Tirta Susilo

Postdoctoral Associate
Dept of Psychological and Brain Sciences
Dartmouth College
Moore Hall 6207
Hanover, NH

email Bagus.T.Susilo [at] dartmouth.edu

+1 (603) 646 9630

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I study face perception as a window into the origin, development, and architecture of the human mind and brain. My work can be organized into five topics:

1. The nature of face representation

Most humans excel at recognizing faces across large changes in appearance and retinal images. What is the nature of representations that give rise to this ability?

2. Prosopagnosia (face blindness)

Prosopagnosia is an acquired or neurodevelopmental disorder characterized by face recognition deficits despite largely intact vision and normal intellect. What is the nature of this condition, and what can it tell us about normal face perception?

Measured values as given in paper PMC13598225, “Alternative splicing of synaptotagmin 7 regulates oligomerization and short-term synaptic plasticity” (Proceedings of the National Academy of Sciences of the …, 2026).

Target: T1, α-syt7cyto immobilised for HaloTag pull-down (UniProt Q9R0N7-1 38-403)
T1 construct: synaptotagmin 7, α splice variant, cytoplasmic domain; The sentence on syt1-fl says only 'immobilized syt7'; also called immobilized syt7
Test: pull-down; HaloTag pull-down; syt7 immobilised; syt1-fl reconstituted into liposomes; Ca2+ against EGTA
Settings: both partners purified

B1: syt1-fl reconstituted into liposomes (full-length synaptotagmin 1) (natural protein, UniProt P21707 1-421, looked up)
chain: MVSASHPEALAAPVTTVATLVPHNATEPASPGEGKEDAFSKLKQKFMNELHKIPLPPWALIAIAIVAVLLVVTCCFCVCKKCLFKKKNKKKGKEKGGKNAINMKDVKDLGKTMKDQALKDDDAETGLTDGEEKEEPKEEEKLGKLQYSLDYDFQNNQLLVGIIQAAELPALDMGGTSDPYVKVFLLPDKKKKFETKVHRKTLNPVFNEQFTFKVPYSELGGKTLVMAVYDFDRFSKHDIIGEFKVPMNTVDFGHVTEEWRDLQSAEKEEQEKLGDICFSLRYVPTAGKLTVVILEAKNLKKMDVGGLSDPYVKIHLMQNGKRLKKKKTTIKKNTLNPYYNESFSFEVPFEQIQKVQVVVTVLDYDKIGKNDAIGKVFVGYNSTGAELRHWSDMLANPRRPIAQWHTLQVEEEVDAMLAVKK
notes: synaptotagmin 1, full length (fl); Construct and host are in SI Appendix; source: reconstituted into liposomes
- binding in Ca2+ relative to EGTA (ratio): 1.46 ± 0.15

3. Domain-specificity in face perception

One of the oldest questions in psychology asks whether the mind is a general-purpose machinery or whether it consists of many modules each specialized for a particular function. Are there specialized mechanisms for faces?

4. Lifespan development of face perception

Infants and children acquire the ability to recognize faces naturally without formal instructions. What is the origin, development, and lifespan trajectory of face perception ability?

5. Face perception and real-world outcomes

They say don’t judge a book by its cover, but humans frequently evaluate faces on traits important for behavior. Do evaluations of attractiveness, competence, athleticism etc. from the face predict outcomes in the real world?